By JOHN DALY
David Thompson, a Philadelphia lover of everything post-punk released his new EP the wall and this is some really fun new music. And clearly the wall is one of the best EPs of 2020 to this point.
This is no idle claim and especially considering most musicians may have been home creating, Thompson has had his share of competition for the listener’s ear. While this year has been chaotic on so many levels, the wall unintentionally captures the feelings we’ve had during this time of quarantine and unsocial distance and puts on a new spin practically inventing a new music genre to lift the listener up.
The tracks have catchy melodies blending a range of observational lyrics and fun stanzas — ready to take on whatever issues may come our way. But the album seems to encourage strength beneath the fun exterior, much like humans must be today. There is strong musical work here on many levels.
Listen to the wall on Spotify and check out the video for “time:”
Thompson’s voice is unique and has an eternally doomed yet somehow optimistic quality, capable of taking the listener to a way-off place, enabling much needed escape to adventure. Thompson’s the wall contains many references of a bygone era, but one of the more direct tracks is the tribute to free time with the EP opener called “time.”
“time” could now be seen as something that captures the past. Young people today may not know that getting together and having free speech were part of our lives. The song takes on a new meaning today, where people seem to have a lot more time — or a lot more time to fill while at home.
The title track is blended fun, upbeat digital bop with a melody not unlike a LaRoux tune. And like LaRoux, David Thompson appears to draw inspiration from some of the great digital bands of the 1980s. There is also some impressive clangy guitar work on this one, which guides the track in a different, more alt-ish direction.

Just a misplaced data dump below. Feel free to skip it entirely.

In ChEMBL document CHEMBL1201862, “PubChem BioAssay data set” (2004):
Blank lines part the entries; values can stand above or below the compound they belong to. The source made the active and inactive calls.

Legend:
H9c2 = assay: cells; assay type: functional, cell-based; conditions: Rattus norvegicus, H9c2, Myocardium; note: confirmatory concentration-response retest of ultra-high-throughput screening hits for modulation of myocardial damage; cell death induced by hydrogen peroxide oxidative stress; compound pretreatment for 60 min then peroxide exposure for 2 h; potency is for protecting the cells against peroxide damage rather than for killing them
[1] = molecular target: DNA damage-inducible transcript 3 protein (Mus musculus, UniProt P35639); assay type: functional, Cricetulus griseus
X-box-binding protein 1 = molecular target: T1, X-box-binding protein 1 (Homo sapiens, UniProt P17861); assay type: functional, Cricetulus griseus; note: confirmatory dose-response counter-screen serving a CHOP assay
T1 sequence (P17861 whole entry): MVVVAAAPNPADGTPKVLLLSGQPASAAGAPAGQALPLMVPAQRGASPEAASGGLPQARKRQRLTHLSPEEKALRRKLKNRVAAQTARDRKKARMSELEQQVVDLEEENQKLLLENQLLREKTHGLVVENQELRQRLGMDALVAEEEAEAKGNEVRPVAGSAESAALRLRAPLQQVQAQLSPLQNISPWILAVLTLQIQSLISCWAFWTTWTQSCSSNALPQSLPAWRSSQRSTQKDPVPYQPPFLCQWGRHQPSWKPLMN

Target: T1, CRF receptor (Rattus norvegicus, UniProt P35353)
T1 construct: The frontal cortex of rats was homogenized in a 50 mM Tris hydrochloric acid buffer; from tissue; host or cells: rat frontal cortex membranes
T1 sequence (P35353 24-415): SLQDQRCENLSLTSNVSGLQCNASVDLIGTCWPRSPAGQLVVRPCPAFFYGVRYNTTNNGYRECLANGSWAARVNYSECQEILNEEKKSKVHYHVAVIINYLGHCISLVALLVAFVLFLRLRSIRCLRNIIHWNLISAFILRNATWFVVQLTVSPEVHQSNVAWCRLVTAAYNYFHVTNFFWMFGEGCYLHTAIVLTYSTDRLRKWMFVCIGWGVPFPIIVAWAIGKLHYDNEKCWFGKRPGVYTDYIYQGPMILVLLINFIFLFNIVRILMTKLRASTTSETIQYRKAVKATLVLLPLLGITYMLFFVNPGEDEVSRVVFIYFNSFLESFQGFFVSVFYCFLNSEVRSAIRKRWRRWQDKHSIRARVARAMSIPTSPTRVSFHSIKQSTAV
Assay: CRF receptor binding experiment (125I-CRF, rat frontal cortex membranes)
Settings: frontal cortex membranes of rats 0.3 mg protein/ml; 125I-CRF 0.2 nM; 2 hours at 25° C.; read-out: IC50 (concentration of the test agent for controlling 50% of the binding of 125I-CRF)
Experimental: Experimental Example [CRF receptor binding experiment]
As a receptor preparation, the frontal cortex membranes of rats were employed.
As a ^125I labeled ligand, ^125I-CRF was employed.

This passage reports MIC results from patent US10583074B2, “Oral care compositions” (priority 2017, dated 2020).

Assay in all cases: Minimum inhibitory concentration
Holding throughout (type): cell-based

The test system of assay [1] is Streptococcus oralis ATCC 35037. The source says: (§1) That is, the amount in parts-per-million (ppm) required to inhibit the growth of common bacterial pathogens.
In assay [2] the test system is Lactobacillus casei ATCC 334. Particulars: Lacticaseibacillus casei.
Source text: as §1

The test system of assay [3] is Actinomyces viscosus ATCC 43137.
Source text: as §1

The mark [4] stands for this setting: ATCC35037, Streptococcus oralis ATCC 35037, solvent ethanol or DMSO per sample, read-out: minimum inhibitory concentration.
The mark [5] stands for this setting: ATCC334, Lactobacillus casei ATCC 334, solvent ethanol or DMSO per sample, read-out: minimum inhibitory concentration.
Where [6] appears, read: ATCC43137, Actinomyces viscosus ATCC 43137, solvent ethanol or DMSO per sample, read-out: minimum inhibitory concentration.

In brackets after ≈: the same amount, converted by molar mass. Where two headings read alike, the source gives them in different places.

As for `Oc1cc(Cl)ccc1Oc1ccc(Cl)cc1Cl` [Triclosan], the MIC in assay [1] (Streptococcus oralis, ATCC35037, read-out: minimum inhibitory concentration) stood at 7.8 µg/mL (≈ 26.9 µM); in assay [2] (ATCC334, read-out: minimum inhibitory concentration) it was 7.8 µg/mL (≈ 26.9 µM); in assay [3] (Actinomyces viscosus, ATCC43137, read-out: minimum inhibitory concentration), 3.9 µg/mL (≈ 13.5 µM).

“The Goon Can’t” is a romantic track that conjures up reminiscent feelings of those times when you can’t let go. The staccatto beat and hummingbird-like electronic background opens to a chorus that takes us down a winding and compelling music path. And like a good drama, leaves the listener aloft.
The great tune, “Clair” is a winner for anyone who likes the sound of the groovy 1960-style psychedelic rock. It’s easy to picture young people at a party, wearing bright colors and miniskirts and wide ties in turquoise and orange, snapping fingers and doing The Skate. The Grateful Dead would be proud of this tune.
The EP ends on a Devo-like fast beat digital beauty called “Obsession” that’s carried by fun vocals and lyrics that indicate — what else? — the desire to get to the truth. What happened here? Some frantic, frenetically paced panic, apparently. It’s a wonderfully compelling, robotic dance tune that brings out the best in human emotion. It is clear Thompson would have fit in well performing in New York City in the 1980s. His personality and buoyant sound carries the post-punk attitude and fun.
Bravo Dave Thompson for creating a new sound that takes us on a journey less traveled, and for inventing some great music we actually want to hear again and again.